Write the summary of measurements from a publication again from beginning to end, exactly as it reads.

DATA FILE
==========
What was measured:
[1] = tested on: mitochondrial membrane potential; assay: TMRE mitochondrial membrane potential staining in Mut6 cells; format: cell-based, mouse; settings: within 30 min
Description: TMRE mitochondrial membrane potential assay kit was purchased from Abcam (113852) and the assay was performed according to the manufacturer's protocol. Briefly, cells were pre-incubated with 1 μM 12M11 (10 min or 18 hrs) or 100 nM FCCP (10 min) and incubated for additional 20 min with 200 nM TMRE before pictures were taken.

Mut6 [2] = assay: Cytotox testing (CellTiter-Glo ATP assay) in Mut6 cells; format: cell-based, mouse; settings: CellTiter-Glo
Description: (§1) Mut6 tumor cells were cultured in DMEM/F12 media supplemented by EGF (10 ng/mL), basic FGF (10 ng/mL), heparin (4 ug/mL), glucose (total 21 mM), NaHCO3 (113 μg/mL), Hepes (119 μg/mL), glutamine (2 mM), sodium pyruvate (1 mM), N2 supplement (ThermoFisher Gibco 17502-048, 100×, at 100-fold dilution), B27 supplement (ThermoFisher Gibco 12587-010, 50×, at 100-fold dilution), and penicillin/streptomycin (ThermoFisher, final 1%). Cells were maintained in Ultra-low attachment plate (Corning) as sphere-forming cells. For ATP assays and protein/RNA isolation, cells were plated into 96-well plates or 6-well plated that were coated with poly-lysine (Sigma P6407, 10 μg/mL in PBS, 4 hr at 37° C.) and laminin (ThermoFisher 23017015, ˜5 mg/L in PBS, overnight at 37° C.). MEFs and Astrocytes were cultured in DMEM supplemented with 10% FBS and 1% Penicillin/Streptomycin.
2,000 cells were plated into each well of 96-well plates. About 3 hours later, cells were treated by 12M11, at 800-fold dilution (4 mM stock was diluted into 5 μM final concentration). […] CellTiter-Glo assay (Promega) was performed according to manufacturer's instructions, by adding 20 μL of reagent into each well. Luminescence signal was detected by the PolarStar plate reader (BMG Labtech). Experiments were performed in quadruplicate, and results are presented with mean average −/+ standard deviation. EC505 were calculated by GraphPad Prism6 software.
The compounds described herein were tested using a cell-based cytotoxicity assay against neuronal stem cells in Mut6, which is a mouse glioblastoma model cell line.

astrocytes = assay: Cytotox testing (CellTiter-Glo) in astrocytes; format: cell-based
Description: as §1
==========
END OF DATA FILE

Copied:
What was measured:
[1] = tested on: mitochondrial membrane potential; assay: TMRE mitochondrial membrane potential staining in Mut6 cells; format: cell-based, mouse; settings: within 30 min
Description: TMRE mitochondrial membrane potential assay kit was purchased from Abcam (113852) and the assay was performed according to the manufacturer's protocol. Briefly, cells were pre-incubated with 1 μM 12M11 (10 min or 18 hrs) or 100 nM FCCP (10 min) and incubated for additional 20 min with 200 nM TMRE before pictures were taken.

Mut6 [2] = assay: Cytotox testing (CellTiter-Glo ATP assay) in Mut6 cells; format: cell-based, mouse; settings: CellTiter-Glo
Description: (§1) Mut6 tumor cells were cultured in DMEM/F12 media supplemented by EGF (10 ng/mL), basic FGF (10 ng/mL), heparin (4 ug/mL), glucose (total 21 mM), NaHCO3 (113 μg/mL), Hepes (119 μg/mL), glutamine (2 mM), sodium pyruvate (1 mM), N2 supplement (ThermoFisher Gibco 17502-048, 100×, at 100-fold dilution), B27 supplement (ThermoFisher Gibco 12587-010, 50×, at 100-fold dilution), and penicillin/streptomycin (ThermoFisher, final 1%). Cells were maintained in Ultra-low attachment plate (Corning) as sphere-forming cells. For ATP assays and protein/RNA isolation, cells were plated into 96-well plates or 6-well plated that were coated with poly-lysine (Sigma P6407, 10 μg/mL in PBS, 4 hr at 37° C.) and laminin (ThermoFisher 23017015, ˜5 mg/L in PBS, overnight at 37° C.). MEFs and Astrocytes were cultured in DMEM supplemented with 10% FBS and 1% Penicillin/Streptomycin.
2,000 cells were plated into each well of 96-well plates. About 3 hours later, cells were treated by 12M11, at 800-fold dilution (4 mM stock was diluted into 5 μM final concentration). […] CellTiter-Glo assay (Promega) was performed according to manufacturer's instructions, by adding 20 μL of reagent into each well. Luminescence signal was detected by the PolarStar plate reader (BMG Labtech). Experiments were performed in quadruplicate, and results are presented with mean average −/+ standard deviation. EC505 were calculated by GraphPad Prism6 software.
The compounds described herein were tested using a cell-based cytotoxicity assay against neuronal stem cells in Mut6, which is a mouse glioblastoma model cell line.

astrocytes = assay: Cytotox testing (CellTiter-Glo) in astrocytes; format: cell-based
Description: as §1